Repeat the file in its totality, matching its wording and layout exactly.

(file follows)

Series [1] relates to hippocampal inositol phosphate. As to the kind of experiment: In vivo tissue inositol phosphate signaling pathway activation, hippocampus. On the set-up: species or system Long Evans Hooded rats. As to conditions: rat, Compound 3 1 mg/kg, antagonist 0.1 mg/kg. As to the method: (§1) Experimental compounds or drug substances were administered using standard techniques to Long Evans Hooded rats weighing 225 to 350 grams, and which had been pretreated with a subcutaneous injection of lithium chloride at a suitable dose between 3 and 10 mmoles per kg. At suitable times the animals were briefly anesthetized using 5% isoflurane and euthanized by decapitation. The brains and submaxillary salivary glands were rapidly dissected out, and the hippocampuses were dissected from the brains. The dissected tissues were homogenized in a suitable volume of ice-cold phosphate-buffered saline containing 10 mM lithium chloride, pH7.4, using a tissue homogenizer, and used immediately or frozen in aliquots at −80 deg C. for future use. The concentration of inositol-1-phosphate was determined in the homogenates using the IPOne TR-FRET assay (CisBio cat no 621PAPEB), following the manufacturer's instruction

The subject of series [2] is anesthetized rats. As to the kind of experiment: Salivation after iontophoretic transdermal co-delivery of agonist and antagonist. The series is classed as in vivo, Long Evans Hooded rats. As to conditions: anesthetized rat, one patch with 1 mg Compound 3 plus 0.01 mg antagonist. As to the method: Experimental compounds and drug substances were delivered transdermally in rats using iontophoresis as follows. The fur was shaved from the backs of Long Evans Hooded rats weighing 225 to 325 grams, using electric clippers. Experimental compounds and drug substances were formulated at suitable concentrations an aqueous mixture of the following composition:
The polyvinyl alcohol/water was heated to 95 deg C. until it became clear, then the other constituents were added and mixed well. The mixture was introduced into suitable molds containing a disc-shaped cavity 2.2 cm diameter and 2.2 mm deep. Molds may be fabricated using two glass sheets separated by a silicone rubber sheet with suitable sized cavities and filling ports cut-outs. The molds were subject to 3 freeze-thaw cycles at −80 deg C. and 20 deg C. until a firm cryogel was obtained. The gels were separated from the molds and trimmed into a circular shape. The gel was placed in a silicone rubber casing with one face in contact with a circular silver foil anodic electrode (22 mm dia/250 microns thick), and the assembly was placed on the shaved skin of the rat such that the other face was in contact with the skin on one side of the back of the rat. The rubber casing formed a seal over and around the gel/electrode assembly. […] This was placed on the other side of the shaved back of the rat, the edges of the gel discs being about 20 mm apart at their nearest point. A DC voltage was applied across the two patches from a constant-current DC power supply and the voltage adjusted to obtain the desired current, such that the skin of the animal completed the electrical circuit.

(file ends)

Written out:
Series [1] relates to hippocampal inositol phosphate. As to the kind of experiment: In vivo tissue inositol phosphate signaling pathway activation, hippocampus. On the set-up: species or system Long Evans Hooded rats. As to conditions: rat, Compound 3 1 mg/kg, antagonist 0.1 mg/kg. As to the method: (§1) Experimental compounds or drug substances were administered using standard techniques to Long Evans Hooded rats weighing 225 to 350 grams, and which had been pretreated with a subcutaneous injection of lithium chloride at a suitable dose between 3 and 10 mmoles per kg. At suitable times the animals were briefly anesthetized using 5% isoflurane and euthanized by decapitation. The brains and submaxillary salivary glands were rapidly dissected out, and the hippocampuses were dissected from the brains. The dissected tissues were homogenized in a suitable volume of ice-cold phosphate-buffered saline containing 10 mM lithium chloride, pH7.4, using a tissue homogenizer, and used immediately or frozen in aliquots at −80 deg C. for future use. The concentration of inositol-1-phosphate was determined in the homogenates using the IPOne TR-FRET assay (CisBio cat no 621PAPEB), following the manufacturer's instruction

The subject of series [2] is anesthetized rats. As to the kind of experiment: Salivation after iontophoretic transdermal co-delivery of agonist and antagonist. The series is classed as in vivo, Long Evans Hooded rats. As to conditions: anesthetized rat, one patch with 1 mg Compound 3 plus 0.01 mg antagonist. As to the method: Experimental compounds and drug substances were delivered transdermally in rats using iontophoresis as follows. The fur was shaved from the backs of Long Evans Hooded rats weighing 225 to 325 grams, using electric clippers. Experimental compounds and drug substances were formulated at suitable concentrations an aqueous mixture of the following composition:
The polyvinyl alcohol/water was heated to 95 deg C. until it became clear, then the other constituents were added and mixed well. The mixture was introduced into suitable molds containing a disc-shaped cavity 2.2 cm diameter and 2.2 mm deep. Molds may be fabricated using two glass sheets separated by a silicone rubber sheet with suitable sized cavities and filling ports cut-outs. The molds were subject to 3 freeze-thaw cycles at −80 deg C. and 20 deg C. until a firm cryogel was obtained. The gels were separated from the molds and trimmed into a circular shape. The gel was placed in a silicone rubber casing with one face in contact with a circular silver foil anodic electrode (22 mm dia/250 microns thick), and the assembly was placed on the shaved skin of the rat such that the other face was in contact with the skin on one side of the back of the rat. The rubber casing formed a seal over and around the gel/electrode assembly. […] This was placed on the other side of the shaved back of the rat, the edges of the gel discs being about 20 mm apart at their nearest point. A DC voltage was applied across the two patches from a constant-current DC power supply and the voltage adjusted to obtain the desired current, such that the skin of the animal completed the electrical circuit.